Sinead O’Connor – The Lion and the Cobra

by Matt J. Popham

(Originally Posted: March 17, 2014)

Most people started paying attention to Sinead O’Connor circa 1990. The video for her Prince-penned smash single “Nothing Compares 2 U” became a ubiquitous presence on MTV (back when having your video in rotation ad nauseum was a sign of cultural relevance), and hordes of the hypnotized rushed out to buy the album from whence it came, “I Do Not Want What I Haven’t Got” (back when people still rushed out to buy albums). At seven million copies worldwide, it remains her bestselling record to date. In the years since, O’Connor’s uncompromising opinions, confrontational style, and other such badges of artistic integrity have cost her many of those fans, leaving only an ardent million to purchase her several or so subsequent releases, right up to 2012’s scorching and stellar “How About I Be Me (and You Be You).” But in the waxing and waning of all the hype and hysteria since she caught the world’s attention, too few ears have been turned towards O’Connor’s acclaimed 1987 debut, “The Lion and the Cobra.” To this day, I am surprised by how many people – even avowed fans – I encounter who are unaware that this album exists or, worse, give it dismissive short shrift. Of all the injustices Sinead O’Connor has had to endure in her long career, this may be the most unforgivable and obscene…

Like everyone else, I discovered Sinead in 1990 (or, rather, I discovered Sinead when my sister discovered her in 1990), but it wasn’t her multi-platinum sophomore effort that made an impact. The popularity of “Nothing Compares 2 U” had, in fact, caused me to regard her as little more than another trite pop songstress with a manufactured, attention-grabbing image. It took less than two songs from her first album to thoroughly incinerate that notion. It’s hard to describe exactly how I felt the first time I played “The Lion and the Cobra” all the way through, but if it’s possible to describe the sensation of a white-hot dagger slowly penetrating my soul, only in a positive way, that would be it. At the time, I was in an exclusive relationship with all manner of loud, testosterone-heavy, aggressive rock (perhaps with a bit of classical or jazz on the side to show-off my musical sophistication), largely because it provided the ideal outlet for my adolescent angst. But just in the course of the “The Lion and the Cobra’s” opening ballad, “Jackie,” O’Connor’s voice, building from haunting beauty, to defiant rage, to anguished commitment, reached heights of emotional power and intensity, the likes of which I had never – even in all my punk/metal peregrinations – encountered. It remains one of the only songs I know of that can flood my eyes with tears merely by my THINKING about it…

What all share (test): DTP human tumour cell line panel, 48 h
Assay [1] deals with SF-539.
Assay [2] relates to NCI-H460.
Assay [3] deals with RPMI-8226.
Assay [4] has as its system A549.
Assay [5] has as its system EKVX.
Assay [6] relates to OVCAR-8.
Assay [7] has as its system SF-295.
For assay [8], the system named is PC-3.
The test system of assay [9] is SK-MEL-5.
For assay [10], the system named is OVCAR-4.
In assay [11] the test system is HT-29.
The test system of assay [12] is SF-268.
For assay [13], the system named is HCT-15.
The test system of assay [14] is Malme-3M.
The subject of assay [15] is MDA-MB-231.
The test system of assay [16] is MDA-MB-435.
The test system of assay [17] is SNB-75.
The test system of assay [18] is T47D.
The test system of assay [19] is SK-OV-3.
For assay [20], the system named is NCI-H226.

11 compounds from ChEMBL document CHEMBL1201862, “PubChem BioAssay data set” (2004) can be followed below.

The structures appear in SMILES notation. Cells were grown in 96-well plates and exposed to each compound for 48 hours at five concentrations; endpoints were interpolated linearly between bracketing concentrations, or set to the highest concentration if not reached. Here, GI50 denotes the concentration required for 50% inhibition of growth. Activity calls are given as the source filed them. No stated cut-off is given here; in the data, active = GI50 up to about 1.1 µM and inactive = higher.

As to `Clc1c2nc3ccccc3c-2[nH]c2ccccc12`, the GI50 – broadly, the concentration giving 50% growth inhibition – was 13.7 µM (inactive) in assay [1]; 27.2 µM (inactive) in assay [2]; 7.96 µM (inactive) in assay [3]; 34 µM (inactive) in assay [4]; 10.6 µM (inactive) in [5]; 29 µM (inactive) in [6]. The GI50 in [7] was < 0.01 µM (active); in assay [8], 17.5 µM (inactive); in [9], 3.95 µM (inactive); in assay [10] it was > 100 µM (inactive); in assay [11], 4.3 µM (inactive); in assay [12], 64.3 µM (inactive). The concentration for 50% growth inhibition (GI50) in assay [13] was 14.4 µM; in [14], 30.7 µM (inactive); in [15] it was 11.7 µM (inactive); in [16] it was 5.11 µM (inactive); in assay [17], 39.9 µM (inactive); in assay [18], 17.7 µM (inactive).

What I forget – what I ALWAYS forget – about the album is how spare, how electronic, how 80’s the whole thing is. Full of danceable beats, synth-y accompaniments (Is that really a Casio SK-1 I hear in “Never Get Old”…?), and light, airy guitars whose maximum muscularity is about on par with your average New Wave outfit, it’s always something of a shock to put it on and realize how atypical it is among my all-time favorites. But then she sings… O’Connor has one of the rarest of voices: confident, clear, clean, and most importantly, strong enough and passionate enough to seemingly bend any musical accompaniment to her fiery will. And in that way, the mild, minimal musicianship of “The Lion and the Cobra” becomes one of its strengths, accentuating the searing vocal iron with which she brands all of her songs. The jangly dance-pop of “Mandinka” erupts into a raging declaration of self, the lyrical dreamscape of “Jerusalem” burns with the fury of sincerest threat, and the mournful “Drink Before the War” escalates into a scathing, apocalyptic condemnation. Even the accessible, danceclub come-on of “I Want Your (Hands on Me)” seems to throb, not only with the expected lust, but an aching, pleading desperation for simple human contact. And after so many tidal waves of passion, the album’s soft and simple closer “Just Call Me Joe” seems less like a delicate request, than a lone whisper in the aftermath of Armageddon.

On St. Patrick’s Day, it might seem more fitting to extoll the virtues of “Sean Nos Nua,” O’Connor’s 2002 collection of traditional Irish folksongs and ballads; and that album is, inarguably, worthy of superlative praise. But “The Lion and the Cobra” still remains my favorite of her impressive catalog, perhaps all-the-more because I feel it is so often forgotten. A pitch-perfect debut, an arresting announcement of artistic arrival, it remains, even today, as fierce and unflinching as its Biblical title suggests. O’Connor might be Ireland’s musical answer to Joan of Arc, but if you’re looking for something unforgettably cathartic to accompany your pints and whiskeys on this fine St. Patrick’s Day, “The Lion and the Cobra” is sure to drive the snakes from your soul…

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